Vision Therapy for ADHD Interview

Interview with Veronica Hunter of "ADHD, What Now"

Some highlights from the interview are shared below:

Vision Therapy for ADHD

Veronica is the mother of four children, one of whom was diagnosed with ADHD. In the interview, she discusses with Dr. Knapp how Vision Therapy was beneficial to her child with ADHD.

Dr. Knapp mentions how there is actually a significant crossover between ADHD and vision problems and that a developmental exam can weed out potential vision problems to determine if vision issues are contributing to ADHD problems.

Utilizing Vision Therapy

Dr. Knapp covers how vision therapy is used to improve visual processing skills to enhance reading ability, academic performance and, even sports performance. She also discusses how the majority of the cases in her practice at PressVision are learning problems related to vision.

There are also a significant amount of patients who come in to PressVision for neruoptometric rehabilitation. Due to accident, injury (like concussions), or stroke, some individuals can’t perform basic tasks like driving anymore because their eyes no longer work together properly.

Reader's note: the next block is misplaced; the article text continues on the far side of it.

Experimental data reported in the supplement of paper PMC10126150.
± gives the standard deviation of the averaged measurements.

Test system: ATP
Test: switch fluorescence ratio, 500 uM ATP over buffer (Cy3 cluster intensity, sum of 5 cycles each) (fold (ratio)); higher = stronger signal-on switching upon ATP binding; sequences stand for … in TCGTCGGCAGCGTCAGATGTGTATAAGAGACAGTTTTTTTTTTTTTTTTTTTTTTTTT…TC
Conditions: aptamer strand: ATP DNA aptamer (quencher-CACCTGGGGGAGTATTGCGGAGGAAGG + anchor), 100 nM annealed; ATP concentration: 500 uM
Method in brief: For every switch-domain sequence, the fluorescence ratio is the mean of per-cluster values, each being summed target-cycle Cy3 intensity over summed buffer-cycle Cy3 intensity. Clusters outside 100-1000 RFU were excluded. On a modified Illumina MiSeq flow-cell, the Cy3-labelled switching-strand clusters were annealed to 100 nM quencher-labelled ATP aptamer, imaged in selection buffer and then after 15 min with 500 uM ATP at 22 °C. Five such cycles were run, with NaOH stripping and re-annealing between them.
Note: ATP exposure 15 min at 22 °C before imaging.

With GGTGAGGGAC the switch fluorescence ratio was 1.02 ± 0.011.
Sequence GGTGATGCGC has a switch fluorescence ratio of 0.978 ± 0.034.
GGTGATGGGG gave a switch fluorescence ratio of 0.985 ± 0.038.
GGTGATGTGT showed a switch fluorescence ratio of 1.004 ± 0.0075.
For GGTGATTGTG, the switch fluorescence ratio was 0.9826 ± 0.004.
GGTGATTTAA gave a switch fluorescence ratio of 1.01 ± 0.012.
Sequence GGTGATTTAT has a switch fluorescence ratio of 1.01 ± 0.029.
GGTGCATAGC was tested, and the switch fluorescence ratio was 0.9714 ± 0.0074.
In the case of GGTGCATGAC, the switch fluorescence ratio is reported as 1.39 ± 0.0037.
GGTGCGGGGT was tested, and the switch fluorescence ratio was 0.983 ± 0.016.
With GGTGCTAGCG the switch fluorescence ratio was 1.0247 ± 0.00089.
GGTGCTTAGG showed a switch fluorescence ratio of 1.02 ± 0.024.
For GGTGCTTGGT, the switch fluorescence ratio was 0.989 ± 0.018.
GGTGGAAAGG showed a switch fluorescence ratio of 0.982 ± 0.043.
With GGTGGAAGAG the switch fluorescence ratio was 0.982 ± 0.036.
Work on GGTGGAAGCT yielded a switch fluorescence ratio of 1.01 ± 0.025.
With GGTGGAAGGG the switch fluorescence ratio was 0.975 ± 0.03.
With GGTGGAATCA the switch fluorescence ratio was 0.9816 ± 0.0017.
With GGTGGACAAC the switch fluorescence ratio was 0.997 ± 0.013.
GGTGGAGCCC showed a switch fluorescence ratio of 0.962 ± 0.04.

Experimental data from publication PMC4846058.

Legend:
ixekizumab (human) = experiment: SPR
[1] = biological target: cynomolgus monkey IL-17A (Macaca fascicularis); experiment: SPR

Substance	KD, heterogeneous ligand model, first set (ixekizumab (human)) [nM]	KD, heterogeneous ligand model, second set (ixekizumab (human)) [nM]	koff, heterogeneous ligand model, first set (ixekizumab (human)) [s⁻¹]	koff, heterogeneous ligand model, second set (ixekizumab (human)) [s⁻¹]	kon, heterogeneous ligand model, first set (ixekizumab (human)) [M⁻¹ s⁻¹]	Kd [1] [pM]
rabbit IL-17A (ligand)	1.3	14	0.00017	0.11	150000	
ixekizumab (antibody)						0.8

Vision therapy can in many cases be extremely beneficial to both those with learning struggles and those who have suffered an injury resulting in vision problems.

Vision Therapy Treatment Plan

In the video, Dr. Knapp also discusses the importance of a customized treatment plan for each patient. Patients have different needs and their own unique treatment plans. It is also vital to build a good foundation for every patient and build visual skills on top of that foundation over many in-office sessions.

Clinically Proven Effective

While some individuals and even medical professionals are hesitant to explore vision therapy as an option for vision problems, vision therapy has been proven effective in randomized clinical trials. Most patients can expect to see significant improvement. Up to 73% of office based patients experienced a successful or improved outcome (CITT Study Group – Arch Ophthalmol 2008)

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